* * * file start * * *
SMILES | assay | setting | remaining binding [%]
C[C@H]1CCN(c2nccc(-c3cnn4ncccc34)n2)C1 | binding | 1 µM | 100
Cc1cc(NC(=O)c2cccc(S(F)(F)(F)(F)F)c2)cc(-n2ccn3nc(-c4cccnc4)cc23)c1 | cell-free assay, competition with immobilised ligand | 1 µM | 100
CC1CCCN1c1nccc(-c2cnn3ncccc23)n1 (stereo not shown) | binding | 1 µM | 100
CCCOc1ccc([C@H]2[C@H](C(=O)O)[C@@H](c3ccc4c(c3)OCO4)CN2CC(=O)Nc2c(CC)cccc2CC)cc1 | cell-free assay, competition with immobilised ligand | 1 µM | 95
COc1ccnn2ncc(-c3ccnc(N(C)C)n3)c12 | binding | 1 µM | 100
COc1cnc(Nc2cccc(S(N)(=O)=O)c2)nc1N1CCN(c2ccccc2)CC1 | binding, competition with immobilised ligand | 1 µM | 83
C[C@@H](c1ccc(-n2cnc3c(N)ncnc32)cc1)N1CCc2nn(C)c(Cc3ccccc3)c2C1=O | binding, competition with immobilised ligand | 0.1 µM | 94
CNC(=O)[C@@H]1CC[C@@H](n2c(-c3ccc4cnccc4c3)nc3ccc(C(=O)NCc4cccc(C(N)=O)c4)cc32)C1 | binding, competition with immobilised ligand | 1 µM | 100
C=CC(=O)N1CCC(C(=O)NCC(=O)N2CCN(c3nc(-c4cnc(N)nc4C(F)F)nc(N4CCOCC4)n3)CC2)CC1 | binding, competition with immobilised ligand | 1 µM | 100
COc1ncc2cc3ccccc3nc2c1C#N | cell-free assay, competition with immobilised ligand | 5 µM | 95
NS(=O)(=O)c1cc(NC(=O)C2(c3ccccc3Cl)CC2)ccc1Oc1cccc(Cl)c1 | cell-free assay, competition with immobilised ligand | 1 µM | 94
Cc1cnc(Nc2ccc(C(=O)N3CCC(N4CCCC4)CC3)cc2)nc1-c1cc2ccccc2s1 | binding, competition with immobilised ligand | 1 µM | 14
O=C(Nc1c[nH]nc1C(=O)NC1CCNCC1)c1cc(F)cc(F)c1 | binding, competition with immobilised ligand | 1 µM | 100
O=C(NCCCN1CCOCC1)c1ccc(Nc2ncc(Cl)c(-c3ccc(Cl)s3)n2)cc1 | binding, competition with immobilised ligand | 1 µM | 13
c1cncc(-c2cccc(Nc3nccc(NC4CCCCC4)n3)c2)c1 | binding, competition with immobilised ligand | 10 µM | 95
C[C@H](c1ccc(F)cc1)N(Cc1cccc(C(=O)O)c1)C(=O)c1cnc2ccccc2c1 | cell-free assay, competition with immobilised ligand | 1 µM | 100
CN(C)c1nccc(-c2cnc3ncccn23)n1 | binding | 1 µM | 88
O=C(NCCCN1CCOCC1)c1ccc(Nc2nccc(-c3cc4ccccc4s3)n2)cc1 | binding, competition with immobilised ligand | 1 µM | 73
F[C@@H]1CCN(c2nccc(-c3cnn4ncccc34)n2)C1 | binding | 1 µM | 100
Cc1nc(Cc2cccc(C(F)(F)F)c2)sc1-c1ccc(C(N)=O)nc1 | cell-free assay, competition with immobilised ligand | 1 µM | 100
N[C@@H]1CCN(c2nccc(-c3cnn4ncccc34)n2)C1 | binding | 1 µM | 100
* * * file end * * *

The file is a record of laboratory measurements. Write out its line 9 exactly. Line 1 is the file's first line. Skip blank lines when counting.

CNC(=O)[C@@H]1CC[C@@H](n2c(-c3ccc4cnccc4c3)nc3ccc(C(=O)NCc4cccc(C(N)=O)c4)cc32)C1 | binding, competition with immobilised ligand | 1 µM | 100